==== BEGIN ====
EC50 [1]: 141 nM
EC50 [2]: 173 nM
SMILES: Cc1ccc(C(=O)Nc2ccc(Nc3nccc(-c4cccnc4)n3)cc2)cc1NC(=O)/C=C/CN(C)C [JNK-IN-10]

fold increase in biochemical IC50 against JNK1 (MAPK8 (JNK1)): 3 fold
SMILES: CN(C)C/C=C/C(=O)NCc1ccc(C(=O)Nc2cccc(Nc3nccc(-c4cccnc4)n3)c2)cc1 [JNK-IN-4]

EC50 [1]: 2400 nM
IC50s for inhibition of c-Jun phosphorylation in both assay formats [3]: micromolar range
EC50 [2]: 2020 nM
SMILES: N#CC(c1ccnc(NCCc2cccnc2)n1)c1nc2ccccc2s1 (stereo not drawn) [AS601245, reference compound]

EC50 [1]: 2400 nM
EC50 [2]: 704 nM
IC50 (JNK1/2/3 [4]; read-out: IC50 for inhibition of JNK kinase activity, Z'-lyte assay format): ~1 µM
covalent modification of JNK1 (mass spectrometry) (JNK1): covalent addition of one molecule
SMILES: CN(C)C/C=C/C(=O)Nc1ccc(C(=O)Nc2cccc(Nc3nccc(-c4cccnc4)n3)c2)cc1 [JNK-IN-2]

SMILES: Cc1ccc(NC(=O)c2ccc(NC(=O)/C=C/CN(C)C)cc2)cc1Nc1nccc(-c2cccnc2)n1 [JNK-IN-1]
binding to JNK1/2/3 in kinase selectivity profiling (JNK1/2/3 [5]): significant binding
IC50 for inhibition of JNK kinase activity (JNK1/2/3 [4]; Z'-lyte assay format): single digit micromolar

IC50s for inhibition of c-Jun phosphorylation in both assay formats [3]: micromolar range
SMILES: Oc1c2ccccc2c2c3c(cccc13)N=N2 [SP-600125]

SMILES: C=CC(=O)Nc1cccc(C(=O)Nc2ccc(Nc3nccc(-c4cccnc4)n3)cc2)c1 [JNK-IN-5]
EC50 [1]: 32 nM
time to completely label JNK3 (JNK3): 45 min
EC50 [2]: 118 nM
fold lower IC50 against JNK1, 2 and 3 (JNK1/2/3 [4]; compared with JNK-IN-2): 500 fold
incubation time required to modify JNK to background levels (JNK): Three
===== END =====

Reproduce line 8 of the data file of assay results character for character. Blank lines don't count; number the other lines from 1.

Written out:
EC50 [2]: 2020 nM